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Small Is the Key: Fumihiko Maki on the Urbanism of Tokyo

The architect of the successful Hillside Terrace explains why it’s difficult for Tokyo developers to follow that model.
Fumihiko Maki interviewed by Mohsen Mostafavi
  • 1.

    Fumihiko Maki et al., City with a Hidden Past (Tokyo: Kajima Institute Publishing, 2018). This is the English translation of the book originally written in Japanese and published by Kajima in 1990. The book is an anthology of explorations by Maki and the staff members of his studio into how the urban composition of Tokyo has been formulated and transformed since the Edo period. Maki’s discourse on inner space (oku), Takatani’s analysis of the enduring impact of the street structure underlying the city, and Ohno’s insight into the layers of space mediating houses and the city, among other chapters, continue to inspire readers today.

  • 2.

    Maki belonged to the lab when he was a student at the University of Tokyo.

  • 3.

    Maki’s position statement was first published in the August 2013 issue of the JIA Magazine, a monthly of the Japan Institute of Architects, under the title “Thoughts on the New National Stadium Proposal in the Historical Context of Jingu Gaien.” It immediately created a polemic, which spread across the country.

  • 4.

    At the time of the interview (December 2019), the stadium based on Kengo Kuma’s proposal was under construction. His proposal won the second competition, which was held after the first design, by Zaha Hadid, had been canceled.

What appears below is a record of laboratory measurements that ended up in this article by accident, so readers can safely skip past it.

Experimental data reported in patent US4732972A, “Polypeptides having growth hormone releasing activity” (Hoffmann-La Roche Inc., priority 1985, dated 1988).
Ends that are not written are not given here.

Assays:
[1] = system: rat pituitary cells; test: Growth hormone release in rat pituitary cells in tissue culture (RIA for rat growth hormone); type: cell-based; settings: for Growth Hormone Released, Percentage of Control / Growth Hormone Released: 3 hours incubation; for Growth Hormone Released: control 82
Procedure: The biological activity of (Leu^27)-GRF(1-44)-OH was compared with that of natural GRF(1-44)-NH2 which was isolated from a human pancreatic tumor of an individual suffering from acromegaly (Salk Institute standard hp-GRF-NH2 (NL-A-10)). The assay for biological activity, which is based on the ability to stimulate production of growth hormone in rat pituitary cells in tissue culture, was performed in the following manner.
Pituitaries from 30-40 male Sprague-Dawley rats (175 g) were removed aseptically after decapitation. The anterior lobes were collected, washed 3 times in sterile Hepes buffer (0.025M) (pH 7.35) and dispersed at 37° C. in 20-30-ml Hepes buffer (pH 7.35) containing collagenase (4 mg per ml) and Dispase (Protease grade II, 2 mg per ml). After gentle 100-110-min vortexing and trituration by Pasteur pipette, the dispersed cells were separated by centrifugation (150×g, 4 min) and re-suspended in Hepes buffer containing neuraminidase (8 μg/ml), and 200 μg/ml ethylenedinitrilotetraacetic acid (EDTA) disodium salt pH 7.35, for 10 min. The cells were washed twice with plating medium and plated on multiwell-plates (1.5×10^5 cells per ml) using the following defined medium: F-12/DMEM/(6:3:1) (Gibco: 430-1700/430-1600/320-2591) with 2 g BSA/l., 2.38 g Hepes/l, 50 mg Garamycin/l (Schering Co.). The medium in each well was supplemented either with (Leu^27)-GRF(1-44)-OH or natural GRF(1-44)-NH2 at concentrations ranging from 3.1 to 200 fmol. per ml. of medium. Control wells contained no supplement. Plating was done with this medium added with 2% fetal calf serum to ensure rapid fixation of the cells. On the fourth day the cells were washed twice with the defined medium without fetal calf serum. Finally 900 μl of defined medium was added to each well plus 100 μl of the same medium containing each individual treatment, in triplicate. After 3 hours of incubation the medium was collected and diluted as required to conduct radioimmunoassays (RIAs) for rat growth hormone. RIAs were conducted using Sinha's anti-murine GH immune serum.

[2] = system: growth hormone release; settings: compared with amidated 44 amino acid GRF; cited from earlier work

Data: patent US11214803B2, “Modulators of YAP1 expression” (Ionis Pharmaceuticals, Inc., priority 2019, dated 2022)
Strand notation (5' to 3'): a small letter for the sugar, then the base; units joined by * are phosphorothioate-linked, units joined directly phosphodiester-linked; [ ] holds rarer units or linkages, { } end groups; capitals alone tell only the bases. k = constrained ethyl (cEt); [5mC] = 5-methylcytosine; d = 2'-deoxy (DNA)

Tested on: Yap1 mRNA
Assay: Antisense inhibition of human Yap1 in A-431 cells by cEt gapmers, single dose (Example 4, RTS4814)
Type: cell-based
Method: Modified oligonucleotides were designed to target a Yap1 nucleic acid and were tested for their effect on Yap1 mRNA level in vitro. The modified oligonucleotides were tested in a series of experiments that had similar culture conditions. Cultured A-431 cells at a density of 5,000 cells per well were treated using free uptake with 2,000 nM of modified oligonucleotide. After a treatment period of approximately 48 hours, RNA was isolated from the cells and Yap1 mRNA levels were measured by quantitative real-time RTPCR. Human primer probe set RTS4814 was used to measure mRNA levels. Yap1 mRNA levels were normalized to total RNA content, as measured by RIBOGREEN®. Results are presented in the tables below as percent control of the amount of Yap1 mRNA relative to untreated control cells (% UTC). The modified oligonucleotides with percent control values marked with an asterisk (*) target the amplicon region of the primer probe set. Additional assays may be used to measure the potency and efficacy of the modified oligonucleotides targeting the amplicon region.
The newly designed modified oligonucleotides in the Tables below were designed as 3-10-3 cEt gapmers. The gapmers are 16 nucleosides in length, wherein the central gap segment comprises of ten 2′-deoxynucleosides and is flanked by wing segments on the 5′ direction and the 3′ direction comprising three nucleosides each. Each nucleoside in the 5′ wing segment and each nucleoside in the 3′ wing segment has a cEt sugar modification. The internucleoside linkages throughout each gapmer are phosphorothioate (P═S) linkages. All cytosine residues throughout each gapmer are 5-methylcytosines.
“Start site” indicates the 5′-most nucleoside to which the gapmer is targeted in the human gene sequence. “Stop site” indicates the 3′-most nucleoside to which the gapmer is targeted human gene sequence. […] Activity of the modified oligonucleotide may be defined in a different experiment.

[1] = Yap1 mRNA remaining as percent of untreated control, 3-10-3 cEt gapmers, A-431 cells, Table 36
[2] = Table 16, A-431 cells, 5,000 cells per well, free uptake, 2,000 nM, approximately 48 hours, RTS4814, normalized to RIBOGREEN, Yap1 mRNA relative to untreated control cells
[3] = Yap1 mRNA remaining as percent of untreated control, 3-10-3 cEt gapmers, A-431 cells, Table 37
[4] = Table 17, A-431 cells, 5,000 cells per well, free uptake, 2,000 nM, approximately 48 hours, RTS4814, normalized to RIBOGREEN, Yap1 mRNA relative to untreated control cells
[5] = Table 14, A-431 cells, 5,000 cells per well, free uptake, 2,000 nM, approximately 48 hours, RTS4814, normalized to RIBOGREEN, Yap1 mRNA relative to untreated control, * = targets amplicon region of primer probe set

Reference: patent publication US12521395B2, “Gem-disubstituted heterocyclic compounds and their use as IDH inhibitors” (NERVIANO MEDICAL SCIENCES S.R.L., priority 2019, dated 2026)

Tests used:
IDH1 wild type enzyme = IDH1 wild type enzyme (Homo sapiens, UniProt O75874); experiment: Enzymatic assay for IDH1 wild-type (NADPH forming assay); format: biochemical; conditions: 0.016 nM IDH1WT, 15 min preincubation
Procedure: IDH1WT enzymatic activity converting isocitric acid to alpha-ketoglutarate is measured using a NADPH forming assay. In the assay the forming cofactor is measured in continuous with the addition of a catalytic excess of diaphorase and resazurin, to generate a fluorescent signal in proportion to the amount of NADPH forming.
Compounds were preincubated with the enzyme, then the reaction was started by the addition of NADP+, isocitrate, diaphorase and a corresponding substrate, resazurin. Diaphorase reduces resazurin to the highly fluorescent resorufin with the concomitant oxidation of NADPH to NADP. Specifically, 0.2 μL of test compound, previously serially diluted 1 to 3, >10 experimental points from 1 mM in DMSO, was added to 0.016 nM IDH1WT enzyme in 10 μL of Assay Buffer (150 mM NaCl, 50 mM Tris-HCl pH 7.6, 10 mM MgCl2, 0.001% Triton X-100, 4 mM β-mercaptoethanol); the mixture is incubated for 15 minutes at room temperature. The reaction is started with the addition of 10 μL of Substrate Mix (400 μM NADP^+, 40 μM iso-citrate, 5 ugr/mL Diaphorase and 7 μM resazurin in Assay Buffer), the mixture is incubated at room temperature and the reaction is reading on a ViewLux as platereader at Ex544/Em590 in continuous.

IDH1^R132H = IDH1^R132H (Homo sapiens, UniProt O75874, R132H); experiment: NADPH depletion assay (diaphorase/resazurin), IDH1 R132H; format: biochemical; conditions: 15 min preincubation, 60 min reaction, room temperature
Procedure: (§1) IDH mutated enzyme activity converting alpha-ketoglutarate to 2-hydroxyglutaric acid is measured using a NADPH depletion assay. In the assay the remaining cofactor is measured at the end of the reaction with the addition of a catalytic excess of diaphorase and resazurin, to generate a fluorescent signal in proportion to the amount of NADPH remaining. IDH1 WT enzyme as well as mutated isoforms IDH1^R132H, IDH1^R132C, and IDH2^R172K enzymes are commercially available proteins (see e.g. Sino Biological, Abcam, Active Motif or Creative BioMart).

• 5.

    Since its construction in 1935, Tsukiji Market played a significant role not only in supplying quality fresh food but also in enhancing the particular food culture of the country. But because traffic was congested and the buildings were becoming too small, the market was relocated farther east, to Toyosu, in 2018. Before the relocation, the market was one of the most popular tourist destinations in Tokyo.

  • 6.

    In 2002, the Japanese government enacted the deregulation policy for urban development in Tokyo and other large cities, and in doing so, they delegated planning and managing development to consortiums of major developers.

  • 7.

    Maki invented the concept of “city room,” which he included in his “Movement Systems in the City,” proposed for the city of Boston as a traffic network plan in 1965. The “city room” was conceived as an urban space unit that works as a node of channels of transport and activities.

  • 8.

    The Senju campus of Tokyo Denki University, built in 2017, was designed by Maki in such a way as to help regenerate an old town surrounding the campus and the Kita-Senju station in the east of Tokyo. In an effort to share the space with the neighbors as much as possible, the campus includes wide open space, a nursery, fab labs, and learning support facilities, all of which can be accessed by local residents.

  • Fumihiko Maki is an architect and urban planner based in Tokyo, working extensively in and outside Japan. While running a small practice designing large-scale buildings, he has been taking the initiative in encouraging debates over public space and buildings. After studying with Kenzo Tange at the University of Tokyo, Maki completed a master’s degree at Harvard’s Graduate School of Design, where he also taught before setting up his own practice in Tokyo in 1965. Maki is a laureate of the Pritzker Architecture Prize and the UIA Gold Medal.